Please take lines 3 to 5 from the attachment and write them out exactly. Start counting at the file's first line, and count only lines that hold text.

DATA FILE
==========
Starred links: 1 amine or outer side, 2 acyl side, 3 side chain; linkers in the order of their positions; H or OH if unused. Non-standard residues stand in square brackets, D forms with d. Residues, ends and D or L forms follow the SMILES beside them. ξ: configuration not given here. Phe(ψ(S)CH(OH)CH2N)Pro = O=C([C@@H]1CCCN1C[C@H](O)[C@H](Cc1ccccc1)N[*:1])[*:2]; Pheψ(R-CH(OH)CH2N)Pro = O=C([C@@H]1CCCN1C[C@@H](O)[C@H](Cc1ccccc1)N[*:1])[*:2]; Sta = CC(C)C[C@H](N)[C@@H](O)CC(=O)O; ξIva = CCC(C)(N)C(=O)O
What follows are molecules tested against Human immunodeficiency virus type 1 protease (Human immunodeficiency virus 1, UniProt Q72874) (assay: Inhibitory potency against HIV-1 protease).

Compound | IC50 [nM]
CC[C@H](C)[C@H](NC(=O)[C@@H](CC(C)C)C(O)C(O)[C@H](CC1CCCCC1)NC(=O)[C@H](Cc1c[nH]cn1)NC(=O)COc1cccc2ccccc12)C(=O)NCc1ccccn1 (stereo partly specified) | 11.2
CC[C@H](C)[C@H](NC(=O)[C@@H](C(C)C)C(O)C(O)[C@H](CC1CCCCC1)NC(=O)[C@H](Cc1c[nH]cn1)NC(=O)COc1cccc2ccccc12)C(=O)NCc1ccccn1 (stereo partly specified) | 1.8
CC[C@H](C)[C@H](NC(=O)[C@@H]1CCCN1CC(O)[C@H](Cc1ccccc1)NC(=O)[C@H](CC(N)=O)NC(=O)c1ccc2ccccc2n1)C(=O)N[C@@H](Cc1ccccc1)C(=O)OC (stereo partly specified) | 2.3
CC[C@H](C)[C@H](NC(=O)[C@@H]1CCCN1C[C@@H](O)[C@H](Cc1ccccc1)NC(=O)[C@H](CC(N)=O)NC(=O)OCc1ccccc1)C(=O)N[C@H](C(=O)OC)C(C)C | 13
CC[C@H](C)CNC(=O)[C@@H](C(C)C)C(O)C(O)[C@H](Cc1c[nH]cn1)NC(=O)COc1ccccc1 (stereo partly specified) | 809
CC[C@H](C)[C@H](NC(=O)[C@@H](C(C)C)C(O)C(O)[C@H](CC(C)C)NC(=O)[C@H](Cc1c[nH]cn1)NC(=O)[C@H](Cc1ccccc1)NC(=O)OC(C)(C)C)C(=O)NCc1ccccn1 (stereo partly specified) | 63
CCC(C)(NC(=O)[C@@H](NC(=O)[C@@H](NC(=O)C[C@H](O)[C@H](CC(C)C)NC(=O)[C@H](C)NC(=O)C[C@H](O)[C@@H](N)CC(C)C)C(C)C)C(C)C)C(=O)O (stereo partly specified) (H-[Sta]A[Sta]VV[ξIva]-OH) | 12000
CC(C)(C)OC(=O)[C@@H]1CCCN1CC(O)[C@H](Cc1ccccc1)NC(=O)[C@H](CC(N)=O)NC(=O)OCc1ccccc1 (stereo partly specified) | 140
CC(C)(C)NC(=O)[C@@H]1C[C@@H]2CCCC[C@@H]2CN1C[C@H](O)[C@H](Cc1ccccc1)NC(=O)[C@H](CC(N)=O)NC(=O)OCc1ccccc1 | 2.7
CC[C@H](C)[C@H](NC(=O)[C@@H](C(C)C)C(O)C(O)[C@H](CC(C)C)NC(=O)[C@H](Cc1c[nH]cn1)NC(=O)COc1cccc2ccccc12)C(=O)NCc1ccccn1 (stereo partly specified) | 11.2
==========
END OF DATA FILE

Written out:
Compound | IC50 [nM]
CC[C@H](C)[C@H](NC(=O)[C@@H](CC(C)C)C(O)C(O)[C@H](CC1CCCCC1)NC(=O)[C@H](Cc1c[nH]cn1)NC(=O)COc1cccc2ccccc12)C(=O)NCc1ccccn1 (stereo partly specified) | 11.2
CC[C@H](C)[C@H](NC(=O)[C@@H](C(C)C)C(O)C(O)[C@H](CC1CCCCC1)NC(=O)[C@H](Cc1c[nH]cn1)NC(=O)COc1cccc2ccccc12)C(=O)NCc1ccccn1 (stereo partly specified) | 1.8